Ransomware attack at Sobeys a 'mess', say employees

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Rançunware attack at Sobeys” a “hass”, according to employees

Employees of Empire, the company that owns Sobeys supermarkets and other brands, say it actually suffered a ransomware attack (archive).

Employees of Empire, the company that owns Sobeys supermarkets, among others, describe the chain's struggles following a recent ransomware attack.

Empire has announced the November 7 that a confidentiality incident interrupted certain customer services, including those of its pharmacies. Then, on November 11, it reported that its pharmacies were fully operational again, although some stores were still experiencing some difficulties.

It's a waste, says an employee of a Safeway store in Western Canada.

CBC/Radio-Canada agrees to protect the identities of employees who granted interviews about it because they are afraid of being fired for disclosing this information.

The company has 1,500 stores in Canada, including those of Sobeys, Lawtons, IGA, Safeway, Foodland and Needs.

Cybersecurity experts have said they suspect the company's computer systems were hacked in a ransomware attack. During any such attack, the hackers block the operation of the systems by demanding a sum of money.

Employees confirm it was a ransomware attack. According to the Safeway store employee, it all started when someone in administrative services clicked on a link received by email. The employee does not know the exact amount claimed by the hackers. But I know it was millions of dollars.

The difficulties started during the night of November 3-4. The next morning, employees found that the computers were just displaying a message that they were crippled by ransomware, says a worker at the butcher and seafood counters at a Safeway store. I saw the word ransom, which immediately scared me.

Management has asked employees not to log into their respective accounts, to unplug certain electronic scales and not to use digital scanning devices used to track inventory.

An empty display in a Sobeys store on November 14, 2022, more than a week after a ransomware attack disrupted the supermarket chain.

Some stores were unable to place orders and ran out of stock of certain products. A day or two later, warehouses began shipping products based on their availability and estimated needs.

According to one employee, the estimate was sometimes right, sometimes not. We're getting all kinds of weird products that we haven't seen in decades.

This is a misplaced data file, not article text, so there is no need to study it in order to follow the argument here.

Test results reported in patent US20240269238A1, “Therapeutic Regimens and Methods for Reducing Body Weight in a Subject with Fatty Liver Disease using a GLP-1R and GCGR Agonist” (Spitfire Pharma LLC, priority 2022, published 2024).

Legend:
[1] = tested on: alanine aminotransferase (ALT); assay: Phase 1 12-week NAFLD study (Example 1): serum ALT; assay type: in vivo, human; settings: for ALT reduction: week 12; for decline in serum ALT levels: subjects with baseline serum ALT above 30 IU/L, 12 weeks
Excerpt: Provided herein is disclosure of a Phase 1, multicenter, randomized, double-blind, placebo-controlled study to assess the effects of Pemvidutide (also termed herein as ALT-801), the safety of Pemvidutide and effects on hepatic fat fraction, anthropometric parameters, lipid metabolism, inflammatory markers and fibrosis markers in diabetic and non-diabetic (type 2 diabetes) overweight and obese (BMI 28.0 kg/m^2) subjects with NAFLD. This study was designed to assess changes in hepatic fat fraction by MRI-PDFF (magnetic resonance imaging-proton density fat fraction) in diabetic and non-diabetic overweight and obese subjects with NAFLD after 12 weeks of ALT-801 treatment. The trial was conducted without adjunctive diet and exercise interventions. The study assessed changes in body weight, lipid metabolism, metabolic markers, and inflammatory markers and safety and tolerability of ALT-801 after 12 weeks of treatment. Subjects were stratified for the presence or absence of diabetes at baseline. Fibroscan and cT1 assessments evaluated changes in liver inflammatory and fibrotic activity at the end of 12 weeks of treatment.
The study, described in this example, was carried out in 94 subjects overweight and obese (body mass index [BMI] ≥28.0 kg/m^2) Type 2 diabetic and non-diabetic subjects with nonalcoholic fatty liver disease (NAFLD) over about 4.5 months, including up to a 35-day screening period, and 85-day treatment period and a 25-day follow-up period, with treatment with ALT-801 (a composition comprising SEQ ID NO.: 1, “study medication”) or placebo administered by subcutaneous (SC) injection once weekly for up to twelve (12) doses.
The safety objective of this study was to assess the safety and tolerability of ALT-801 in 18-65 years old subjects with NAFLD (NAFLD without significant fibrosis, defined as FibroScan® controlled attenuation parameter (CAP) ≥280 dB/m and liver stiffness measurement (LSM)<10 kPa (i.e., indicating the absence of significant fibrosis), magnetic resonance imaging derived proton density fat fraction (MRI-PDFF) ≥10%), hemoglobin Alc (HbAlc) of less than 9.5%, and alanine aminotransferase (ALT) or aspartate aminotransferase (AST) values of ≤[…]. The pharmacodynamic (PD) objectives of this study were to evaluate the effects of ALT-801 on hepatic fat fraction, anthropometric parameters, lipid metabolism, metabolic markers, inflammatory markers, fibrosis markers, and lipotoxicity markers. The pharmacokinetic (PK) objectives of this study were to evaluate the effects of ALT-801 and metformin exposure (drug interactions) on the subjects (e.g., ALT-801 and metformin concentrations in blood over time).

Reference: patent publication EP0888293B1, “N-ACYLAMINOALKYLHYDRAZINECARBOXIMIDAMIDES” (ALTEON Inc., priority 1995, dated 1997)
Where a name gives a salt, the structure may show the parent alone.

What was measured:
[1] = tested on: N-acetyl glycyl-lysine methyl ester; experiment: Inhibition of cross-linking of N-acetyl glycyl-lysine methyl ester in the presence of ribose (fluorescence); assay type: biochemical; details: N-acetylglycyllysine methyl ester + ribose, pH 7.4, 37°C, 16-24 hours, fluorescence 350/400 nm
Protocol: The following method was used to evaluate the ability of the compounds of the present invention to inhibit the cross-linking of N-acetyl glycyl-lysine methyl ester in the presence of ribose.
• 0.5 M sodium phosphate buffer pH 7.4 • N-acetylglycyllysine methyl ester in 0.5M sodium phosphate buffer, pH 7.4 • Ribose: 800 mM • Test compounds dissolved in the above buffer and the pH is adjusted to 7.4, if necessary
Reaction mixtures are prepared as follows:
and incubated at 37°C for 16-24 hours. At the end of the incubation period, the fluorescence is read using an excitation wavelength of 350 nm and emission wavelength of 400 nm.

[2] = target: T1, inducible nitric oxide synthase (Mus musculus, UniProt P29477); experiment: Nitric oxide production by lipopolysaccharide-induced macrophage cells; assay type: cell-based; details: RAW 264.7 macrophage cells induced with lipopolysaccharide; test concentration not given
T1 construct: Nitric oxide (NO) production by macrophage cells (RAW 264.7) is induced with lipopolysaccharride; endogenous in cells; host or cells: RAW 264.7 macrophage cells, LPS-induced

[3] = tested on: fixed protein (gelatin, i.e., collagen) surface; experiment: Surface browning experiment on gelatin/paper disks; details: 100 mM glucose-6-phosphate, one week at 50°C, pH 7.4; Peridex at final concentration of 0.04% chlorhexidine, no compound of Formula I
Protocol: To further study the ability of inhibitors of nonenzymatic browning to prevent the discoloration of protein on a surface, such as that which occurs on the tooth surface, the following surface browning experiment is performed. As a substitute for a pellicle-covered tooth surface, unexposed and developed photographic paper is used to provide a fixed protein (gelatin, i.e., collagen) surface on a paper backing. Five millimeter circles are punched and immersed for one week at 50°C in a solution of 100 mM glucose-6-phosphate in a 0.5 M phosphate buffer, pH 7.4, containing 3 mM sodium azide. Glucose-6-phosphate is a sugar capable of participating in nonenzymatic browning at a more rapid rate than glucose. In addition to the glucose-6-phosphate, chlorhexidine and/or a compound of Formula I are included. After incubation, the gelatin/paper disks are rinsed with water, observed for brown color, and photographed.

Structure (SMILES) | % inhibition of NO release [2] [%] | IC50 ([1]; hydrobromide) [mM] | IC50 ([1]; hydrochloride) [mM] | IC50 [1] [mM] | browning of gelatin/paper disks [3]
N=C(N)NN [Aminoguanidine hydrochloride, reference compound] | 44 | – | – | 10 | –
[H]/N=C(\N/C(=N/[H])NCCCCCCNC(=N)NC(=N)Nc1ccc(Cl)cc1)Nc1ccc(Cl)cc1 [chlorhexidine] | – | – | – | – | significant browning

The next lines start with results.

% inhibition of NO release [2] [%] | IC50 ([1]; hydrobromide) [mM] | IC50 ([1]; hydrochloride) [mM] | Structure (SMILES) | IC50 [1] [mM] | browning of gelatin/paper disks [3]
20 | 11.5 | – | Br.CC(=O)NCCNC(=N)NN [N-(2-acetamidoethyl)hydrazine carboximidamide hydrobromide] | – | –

Some stores haven't received their orders for certain products. Employees had to fetch products from other stores.

In some stores, product prices had to be entered by hand.

From the first day of the attack, some cash registers were no longer working. There have been long lines and customer frustration, according to a Safeway worker.

Some customers were unable to redeem their gift card or Scene loyalty program points. Some stores could no longer transfer funds through Western Union, which also caused frustration, according to an employee.

Employees of the Empire company explain that the prices of products in supermarkets had to be indicated by hand because it was impossible to use the computer system, crippled by ransomware.

The employer did not inform the employees of the cause of the outage. They were advised to tell customers it was a computer problem. An employee says he felt uncomfortable presenting this story to customers. You feel like you're fooling everyone because more things are happening behind closed doors.

Computer issues have also disrupted scheduling and payroll Empire employees. A worker claims that the work schedule was handwritten on a piece of paper. Some employees had to record their working hours themselves.

The chain's employees receive their salaries every two weeks. Some learned last week that they were not going to be paid Thursday as usual.

Employees later explained that the employer had found an alternative. Since the attack occurred during the first week of a pay period, the employees would receive the same remuneration the following week even if the number of hours worked was different from that of the first week.

Each employee also received an additional $100 on Thursday for any overtime worked during the second week. The company expects all employees to reimburse any excess monies received when the payroll computer system is restored.

Sylvain Charlebois, Director of the Agri-Food Analytical Sciences Laboratory at Dalhousie University, points out that several shelves in Sobeys supermarkets were empty because of these difficulties.

According to him, many people do not understand how important a ransomware attack against the food industry is. He says the second largest grocer in the country has suffered cyberterrorism.

The attack is not only worrisome for personal information managed by the company (credit cards, loyalty, pharmacies), it is also worrying for food safety, explains Mr. Charlebois.

The food industry operates with large volumes of products and a low profit margin. A ransomware attack therefore threatens to lead a company in this industry to its loss, according to Mr. Charlebois.

This could lead to a partial paralysis of food distribution in the country and to a considerable increase in prices, at least temporarily.

According to a report by Frances Willick, by CBC

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